The recalls includes 7.3 million play sets, including Polly Pocket dolls and Batman action figures, and 253,000 die cast cars that contain lead paint. The action was announced on the company's Web site and at a news conference here by the Consumer Product Safety Commission.
Nancy A. Nord, acting CPSC chairman, said no injuries had been reported with any of the products involved in the new recall. Several injuries had been reported in an earlier Polly Pocket recall last November.
"The scope of these recalls is intentionally large to prevent any injuries from occurring," she told the news conference.
It was the latest blow to the toy industry, which has had a string of recalled products from China. With more than 80 percent of toys sold worldwide made in China, toy sellers are nervous that shoppers will shy away from their products.
The recall involving lead paint was Mattel's second in two weeks. Earlier this month, consumers were warned about 1.5 million Chinese-made toys that contain lead paint.
"There is no excuse for lead to be found in toys entering this country," Nord said. "It's totally unacceptable and it needs to stop."
Toys recalled Tuesday include 253,000 "Sarge" cars, because the surface paint could contain lead levels in excess of federal standard. The 2 1/2-inch, 1-inch high car looks like a military jeep.
Also recalled were 345,000 Batman and "One Piece" action figures, 683,000 Barbie and Tanner play sets and 1 million Doggie Day Care play sets.
In full-page ads Tuesday in The New York Times and other newspapers, Mattel said it was "one of the most trusted names with parents" and was "working extremely hard to address your concerns and continue creating safe, entertaining toys for you and your children."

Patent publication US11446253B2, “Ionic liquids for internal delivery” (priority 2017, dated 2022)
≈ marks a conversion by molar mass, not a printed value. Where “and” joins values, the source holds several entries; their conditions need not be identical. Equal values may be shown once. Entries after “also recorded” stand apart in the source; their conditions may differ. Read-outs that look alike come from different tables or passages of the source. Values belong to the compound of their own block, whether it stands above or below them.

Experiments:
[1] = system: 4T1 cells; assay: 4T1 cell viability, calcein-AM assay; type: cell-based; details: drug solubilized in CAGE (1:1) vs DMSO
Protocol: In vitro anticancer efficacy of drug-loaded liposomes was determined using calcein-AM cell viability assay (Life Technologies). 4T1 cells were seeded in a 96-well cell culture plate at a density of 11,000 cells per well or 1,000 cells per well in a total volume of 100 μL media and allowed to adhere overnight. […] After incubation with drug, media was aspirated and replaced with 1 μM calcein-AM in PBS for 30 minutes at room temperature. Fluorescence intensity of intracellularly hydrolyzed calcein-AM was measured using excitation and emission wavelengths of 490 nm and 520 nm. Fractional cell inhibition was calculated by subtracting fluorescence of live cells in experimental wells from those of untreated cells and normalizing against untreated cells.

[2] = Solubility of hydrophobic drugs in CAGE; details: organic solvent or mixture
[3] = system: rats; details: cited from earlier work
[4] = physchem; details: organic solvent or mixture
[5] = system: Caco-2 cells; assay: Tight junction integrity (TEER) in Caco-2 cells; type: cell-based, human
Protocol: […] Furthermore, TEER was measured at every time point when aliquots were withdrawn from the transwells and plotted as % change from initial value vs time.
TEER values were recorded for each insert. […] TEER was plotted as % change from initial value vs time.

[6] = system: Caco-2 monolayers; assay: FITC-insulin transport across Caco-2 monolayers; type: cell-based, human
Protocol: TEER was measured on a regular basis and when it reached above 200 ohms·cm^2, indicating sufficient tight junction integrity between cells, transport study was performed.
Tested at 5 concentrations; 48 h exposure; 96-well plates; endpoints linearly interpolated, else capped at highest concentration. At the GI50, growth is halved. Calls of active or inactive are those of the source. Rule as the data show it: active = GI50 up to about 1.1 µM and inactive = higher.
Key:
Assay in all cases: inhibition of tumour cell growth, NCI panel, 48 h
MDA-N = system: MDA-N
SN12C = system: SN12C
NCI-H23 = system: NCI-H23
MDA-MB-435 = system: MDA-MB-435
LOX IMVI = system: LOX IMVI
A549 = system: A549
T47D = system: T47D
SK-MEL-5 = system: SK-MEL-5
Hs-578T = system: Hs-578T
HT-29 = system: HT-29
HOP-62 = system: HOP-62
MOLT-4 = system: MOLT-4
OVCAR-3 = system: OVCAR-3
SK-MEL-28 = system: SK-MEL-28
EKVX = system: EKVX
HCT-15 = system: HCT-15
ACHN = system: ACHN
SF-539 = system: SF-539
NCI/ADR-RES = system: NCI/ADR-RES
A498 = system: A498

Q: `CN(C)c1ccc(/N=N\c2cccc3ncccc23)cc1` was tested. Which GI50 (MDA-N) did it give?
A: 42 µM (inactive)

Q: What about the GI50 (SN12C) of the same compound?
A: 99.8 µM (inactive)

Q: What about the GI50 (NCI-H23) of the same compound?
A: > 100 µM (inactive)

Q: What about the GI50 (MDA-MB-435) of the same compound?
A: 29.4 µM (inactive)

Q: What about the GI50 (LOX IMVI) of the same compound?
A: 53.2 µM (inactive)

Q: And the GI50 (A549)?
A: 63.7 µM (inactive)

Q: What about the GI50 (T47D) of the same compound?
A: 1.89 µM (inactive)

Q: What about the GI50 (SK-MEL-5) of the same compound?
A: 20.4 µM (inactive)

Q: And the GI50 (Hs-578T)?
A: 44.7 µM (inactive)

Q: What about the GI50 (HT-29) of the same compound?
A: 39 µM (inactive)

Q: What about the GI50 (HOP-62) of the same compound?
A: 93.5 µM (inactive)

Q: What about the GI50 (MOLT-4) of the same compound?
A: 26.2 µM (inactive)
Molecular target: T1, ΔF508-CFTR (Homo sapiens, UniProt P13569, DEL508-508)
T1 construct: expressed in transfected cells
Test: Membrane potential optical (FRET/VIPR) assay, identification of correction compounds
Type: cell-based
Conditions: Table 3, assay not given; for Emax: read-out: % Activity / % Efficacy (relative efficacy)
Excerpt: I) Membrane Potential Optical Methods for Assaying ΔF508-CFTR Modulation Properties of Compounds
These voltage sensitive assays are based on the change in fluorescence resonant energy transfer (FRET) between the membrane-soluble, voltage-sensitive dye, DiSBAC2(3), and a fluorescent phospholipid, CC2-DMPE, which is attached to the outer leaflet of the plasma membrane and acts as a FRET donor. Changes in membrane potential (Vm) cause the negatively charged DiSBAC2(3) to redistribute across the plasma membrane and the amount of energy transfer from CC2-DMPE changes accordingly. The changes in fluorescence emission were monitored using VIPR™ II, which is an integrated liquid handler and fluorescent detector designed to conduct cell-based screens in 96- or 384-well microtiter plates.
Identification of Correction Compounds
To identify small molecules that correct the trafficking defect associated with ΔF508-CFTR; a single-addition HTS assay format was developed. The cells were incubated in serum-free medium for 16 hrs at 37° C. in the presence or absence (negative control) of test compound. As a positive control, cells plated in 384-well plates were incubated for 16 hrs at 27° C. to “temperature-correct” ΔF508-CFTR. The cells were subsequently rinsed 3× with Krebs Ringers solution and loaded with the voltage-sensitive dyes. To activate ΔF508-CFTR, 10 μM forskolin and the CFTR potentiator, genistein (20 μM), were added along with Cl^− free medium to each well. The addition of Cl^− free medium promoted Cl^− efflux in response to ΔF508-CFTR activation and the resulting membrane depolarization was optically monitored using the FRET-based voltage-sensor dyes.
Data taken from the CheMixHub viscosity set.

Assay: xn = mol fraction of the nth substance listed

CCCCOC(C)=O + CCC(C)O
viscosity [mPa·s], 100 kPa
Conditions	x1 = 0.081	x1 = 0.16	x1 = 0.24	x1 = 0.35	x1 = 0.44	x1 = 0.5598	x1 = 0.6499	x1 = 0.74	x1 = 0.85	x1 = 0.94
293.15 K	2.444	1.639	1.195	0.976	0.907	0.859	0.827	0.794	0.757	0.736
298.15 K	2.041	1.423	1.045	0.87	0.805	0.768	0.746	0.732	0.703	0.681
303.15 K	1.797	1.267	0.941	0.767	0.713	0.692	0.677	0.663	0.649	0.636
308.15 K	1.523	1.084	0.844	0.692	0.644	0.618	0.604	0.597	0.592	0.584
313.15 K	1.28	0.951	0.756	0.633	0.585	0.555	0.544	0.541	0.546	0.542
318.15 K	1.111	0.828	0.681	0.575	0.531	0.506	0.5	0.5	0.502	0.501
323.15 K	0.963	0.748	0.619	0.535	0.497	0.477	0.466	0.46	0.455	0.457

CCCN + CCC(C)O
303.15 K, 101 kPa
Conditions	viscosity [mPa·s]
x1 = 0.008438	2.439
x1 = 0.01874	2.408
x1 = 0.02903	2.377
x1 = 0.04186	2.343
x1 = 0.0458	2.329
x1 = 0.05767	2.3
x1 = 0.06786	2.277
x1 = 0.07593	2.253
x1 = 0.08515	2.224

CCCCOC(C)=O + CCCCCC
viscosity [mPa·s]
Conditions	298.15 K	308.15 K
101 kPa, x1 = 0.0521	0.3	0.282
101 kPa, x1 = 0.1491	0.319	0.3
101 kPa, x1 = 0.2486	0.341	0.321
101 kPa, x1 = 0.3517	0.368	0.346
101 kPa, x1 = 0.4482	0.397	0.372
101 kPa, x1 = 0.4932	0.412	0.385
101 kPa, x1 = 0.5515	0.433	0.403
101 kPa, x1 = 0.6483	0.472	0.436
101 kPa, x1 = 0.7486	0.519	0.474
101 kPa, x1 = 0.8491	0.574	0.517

The Consumer Product Safety Commission, which negotiated details of Mattel's recalls, reported that since its recall of Polly Pockets play sets in Nov. 11, three children had been injured by swallowing more than one magnet. All three suffered intestinal perforations that required surgery.
If more than one magnet is swallowed, they can attach to each other and cause intestinal perforation, infection or blockage, which can be fatal.
Last March, another toy company, Mega Brands Inc., recalled 3.8 million Magnetix magnetic building sets after one child died and four others were seriously injured after swallowing tiny magnets in them.
Two weeks ago, Mattel's Fisher-Price division announced the worldwide recall of 1.5 million Chinese-made preschool toys featuring characters such as Dora the Explorer, Big Bird and Elmo. About 967,000 of those toys were sold in the United States between May and August.
Mattel discovered the latest problem while they were investigating the earlier recall, Nord said.
Mattel officials maintained that a European retailer discovered the lead in some of the lead-covered Fisher-Price products in early July. On July 6, the company halted operations at the factory in China that produced the toys and launched an investigation.
Days after the Fisher-Price recall, Chinese officials temporarily banned the toys' manufacturer, Lee Der Industrial Co., from exporting products. A Lee Der co-owner, Cheung Shu-hung, committed suicide at a warehouse over the weekend, apparently by hanging himself, a state-run newspaper reported Monday.
Lee Der was under pressure in the global controversy over the safety of Chinese-made products, and it is common for disgraced officials to commit suicide in China.
After Mattel announced the recall of its Fisher-Price toys, it launched a full-scale investigation into all of its factories in China.
Before this month, Fisher-Price and parent company Mattel had never before recalled toys because of lead paint.
For more information visit: http://service.mattel.com/us/recall.asp
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